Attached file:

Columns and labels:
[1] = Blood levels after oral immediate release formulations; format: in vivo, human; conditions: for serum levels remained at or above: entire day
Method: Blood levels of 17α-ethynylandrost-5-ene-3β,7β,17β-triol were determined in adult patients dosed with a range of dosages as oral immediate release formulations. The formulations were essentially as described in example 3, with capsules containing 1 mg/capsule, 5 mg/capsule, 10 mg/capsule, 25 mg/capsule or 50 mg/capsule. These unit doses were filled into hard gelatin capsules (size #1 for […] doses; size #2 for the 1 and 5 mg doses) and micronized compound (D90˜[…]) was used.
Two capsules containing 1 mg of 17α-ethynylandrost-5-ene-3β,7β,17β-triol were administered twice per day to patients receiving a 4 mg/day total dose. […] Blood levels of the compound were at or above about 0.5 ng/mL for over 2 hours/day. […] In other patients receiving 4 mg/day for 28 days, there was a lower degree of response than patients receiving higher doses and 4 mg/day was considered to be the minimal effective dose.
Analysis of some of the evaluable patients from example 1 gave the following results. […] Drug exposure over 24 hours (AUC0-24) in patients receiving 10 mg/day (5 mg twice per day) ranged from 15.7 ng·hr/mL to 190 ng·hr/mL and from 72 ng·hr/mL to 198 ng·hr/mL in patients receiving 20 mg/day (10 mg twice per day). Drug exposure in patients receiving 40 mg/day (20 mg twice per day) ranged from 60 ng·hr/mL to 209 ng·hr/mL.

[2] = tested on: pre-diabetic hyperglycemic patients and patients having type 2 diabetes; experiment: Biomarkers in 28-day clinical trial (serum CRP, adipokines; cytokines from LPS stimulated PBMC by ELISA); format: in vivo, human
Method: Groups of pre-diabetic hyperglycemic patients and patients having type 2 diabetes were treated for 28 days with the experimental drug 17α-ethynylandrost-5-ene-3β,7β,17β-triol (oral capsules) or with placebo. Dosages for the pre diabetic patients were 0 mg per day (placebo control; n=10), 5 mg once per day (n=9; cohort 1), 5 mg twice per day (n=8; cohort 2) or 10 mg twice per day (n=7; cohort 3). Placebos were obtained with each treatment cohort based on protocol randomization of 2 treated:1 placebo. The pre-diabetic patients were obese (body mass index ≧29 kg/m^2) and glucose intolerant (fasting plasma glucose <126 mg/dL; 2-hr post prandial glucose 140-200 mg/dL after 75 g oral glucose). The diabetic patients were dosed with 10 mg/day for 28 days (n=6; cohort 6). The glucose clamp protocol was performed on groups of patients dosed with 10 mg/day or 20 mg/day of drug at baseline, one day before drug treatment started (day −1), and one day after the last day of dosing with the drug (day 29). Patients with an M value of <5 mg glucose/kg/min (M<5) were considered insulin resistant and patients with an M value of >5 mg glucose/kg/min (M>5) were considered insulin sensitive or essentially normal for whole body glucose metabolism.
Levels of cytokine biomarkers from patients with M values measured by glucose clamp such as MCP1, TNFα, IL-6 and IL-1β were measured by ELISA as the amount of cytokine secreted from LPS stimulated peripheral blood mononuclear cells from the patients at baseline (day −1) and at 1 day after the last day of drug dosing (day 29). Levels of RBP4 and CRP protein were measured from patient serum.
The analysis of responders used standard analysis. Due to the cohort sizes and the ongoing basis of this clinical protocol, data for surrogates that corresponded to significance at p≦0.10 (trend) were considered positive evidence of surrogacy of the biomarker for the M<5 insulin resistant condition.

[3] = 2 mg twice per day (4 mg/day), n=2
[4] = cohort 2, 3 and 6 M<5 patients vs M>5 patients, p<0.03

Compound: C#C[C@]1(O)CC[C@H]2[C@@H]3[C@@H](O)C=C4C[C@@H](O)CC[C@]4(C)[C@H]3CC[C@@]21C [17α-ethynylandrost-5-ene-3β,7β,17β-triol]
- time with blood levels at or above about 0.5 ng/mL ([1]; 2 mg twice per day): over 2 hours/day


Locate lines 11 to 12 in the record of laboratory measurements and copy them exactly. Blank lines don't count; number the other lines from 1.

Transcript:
[4] = cohort 2, 3 and 6 M<5 patients vs M>5 patients, p<0.03

Compound: C#C[C@]1(O)CC[C@H]2[C@@H]3[C@@H](O)C=C4C[C@@H](O)CC[C@]4(C)[C@H]3CC[C@@]21C [17α-ethynylandrost-5-ene-3β,7β,17β-triol]